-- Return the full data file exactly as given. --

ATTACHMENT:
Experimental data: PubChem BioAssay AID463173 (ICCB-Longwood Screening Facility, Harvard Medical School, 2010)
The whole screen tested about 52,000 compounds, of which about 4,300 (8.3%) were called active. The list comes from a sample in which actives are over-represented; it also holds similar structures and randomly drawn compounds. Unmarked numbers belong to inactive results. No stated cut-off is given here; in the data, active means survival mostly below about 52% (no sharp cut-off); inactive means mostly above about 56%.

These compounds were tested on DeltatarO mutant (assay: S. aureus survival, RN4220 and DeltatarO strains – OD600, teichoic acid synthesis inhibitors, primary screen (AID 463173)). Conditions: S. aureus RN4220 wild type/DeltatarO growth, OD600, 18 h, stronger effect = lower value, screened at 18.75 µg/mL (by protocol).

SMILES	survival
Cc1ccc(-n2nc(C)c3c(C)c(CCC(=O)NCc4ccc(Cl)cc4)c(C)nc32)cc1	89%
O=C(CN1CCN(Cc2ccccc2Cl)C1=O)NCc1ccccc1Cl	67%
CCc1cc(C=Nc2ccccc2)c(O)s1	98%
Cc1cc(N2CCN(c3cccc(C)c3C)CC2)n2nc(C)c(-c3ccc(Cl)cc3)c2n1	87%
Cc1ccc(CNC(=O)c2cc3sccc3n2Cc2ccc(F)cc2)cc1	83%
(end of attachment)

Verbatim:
Experimental data: PubChem BioAssay AID463173 (ICCB-Longwood Screening Facility, Harvard Medical School, 2010)
The whole screen tested about 52,000 compounds, of which about 4,300 (8.3%) were called active. The list comes from a sample in which actives are over-represented; it also holds similar structures and randomly drawn compounds. Unmarked numbers belong to inactive results. No stated cut-off is given here; in the data, active means survival mostly below about 52% (no sharp cut-off); inactive means mostly above about 56%.

These compounds were tested on DeltatarO mutant (assay: S. aureus survival, RN4220 and DeltatarO strains – OD600, teichoic acid synthesis inhibitors, primary screen (AID 463173)). Conditions: S. aureus RN4220 wild type/DeltatarO growth, OD600, 18 h, stronger effect = lower value, screened at 18.75 µg/mL (by protocol).

SMILES	survival
Cc1ccc(-n2nc(C)c3c(C)c(CCC(=O)NCc4ccc(Cl)cc4)c(C)nc32)cc1	89%
O=C(CN1CCN(Cc2ccccc2Cl)C1=O)NCc1ccccc1Cl	67%
CCc1cc(C=Nc2ccccc2)c(O)s1	98%
Cc1cc(N2CCN(c3cccc(C)c3C)CC2)n2nc(C)c(-c3ccc(Cl)cc3)c2n1	87%
Cc1ccc(CNC(=O)c2cc3sccc3n2Cc2ccc(F)cc2)cc1	83%